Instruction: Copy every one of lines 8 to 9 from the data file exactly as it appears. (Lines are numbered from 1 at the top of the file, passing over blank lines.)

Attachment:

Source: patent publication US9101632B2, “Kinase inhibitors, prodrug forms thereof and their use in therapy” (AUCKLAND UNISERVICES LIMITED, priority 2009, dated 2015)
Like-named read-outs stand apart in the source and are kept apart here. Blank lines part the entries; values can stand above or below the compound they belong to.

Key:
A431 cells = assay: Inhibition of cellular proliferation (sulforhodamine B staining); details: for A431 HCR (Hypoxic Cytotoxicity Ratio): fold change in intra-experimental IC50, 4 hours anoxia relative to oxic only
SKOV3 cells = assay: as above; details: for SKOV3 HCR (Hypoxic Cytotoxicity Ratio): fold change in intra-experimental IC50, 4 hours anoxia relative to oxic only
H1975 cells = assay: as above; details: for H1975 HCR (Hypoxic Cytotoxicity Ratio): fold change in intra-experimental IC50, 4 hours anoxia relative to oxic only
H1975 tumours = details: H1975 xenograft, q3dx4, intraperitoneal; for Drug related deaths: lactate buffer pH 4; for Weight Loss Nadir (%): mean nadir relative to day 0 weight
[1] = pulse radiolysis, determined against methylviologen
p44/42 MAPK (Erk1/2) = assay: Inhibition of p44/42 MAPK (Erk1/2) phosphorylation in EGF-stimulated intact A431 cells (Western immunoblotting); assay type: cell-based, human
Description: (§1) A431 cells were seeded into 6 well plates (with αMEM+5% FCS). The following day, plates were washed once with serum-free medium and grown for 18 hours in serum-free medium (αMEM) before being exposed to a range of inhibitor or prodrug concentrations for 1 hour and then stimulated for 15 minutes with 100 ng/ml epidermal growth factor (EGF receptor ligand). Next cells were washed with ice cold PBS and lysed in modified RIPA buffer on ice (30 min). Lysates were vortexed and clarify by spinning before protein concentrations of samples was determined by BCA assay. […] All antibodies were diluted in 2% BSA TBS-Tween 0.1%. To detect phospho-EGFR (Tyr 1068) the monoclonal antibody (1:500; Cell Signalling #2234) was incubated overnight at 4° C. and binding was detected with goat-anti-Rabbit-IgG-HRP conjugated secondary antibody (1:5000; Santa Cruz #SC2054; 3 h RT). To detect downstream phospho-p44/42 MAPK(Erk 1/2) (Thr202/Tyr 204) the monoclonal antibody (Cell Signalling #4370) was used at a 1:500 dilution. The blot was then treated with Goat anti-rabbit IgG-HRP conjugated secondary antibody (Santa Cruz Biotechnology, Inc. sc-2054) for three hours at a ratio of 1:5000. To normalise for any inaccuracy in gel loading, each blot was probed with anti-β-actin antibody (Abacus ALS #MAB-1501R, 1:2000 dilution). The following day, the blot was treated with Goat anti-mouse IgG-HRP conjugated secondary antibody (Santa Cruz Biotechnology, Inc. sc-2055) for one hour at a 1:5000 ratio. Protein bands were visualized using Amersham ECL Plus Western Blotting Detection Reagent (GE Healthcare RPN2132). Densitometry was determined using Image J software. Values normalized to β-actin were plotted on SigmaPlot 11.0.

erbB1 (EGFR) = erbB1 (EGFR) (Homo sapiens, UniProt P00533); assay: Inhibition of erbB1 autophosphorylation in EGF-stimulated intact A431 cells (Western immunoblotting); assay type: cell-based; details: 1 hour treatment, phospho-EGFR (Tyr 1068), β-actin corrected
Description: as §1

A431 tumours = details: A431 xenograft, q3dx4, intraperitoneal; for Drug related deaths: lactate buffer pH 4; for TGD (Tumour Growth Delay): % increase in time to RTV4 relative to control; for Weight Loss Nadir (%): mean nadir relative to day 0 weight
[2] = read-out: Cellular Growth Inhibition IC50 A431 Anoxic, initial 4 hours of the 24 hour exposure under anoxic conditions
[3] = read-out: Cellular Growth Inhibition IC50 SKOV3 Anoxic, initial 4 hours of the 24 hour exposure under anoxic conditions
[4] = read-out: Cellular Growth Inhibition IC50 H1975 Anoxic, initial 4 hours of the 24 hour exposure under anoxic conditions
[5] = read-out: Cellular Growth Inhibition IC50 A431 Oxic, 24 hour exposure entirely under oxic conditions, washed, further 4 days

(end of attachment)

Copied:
[1] = pulse radiolysis, determined against methylviologen
p44/42 MAPK (Erk1/2) = assay: Inhibition of p44/42 MAPK (Erk1/2) phosphorylation in EGF-stimulated intact A431 cells (Western immunoblotting); assay type: cell-based, human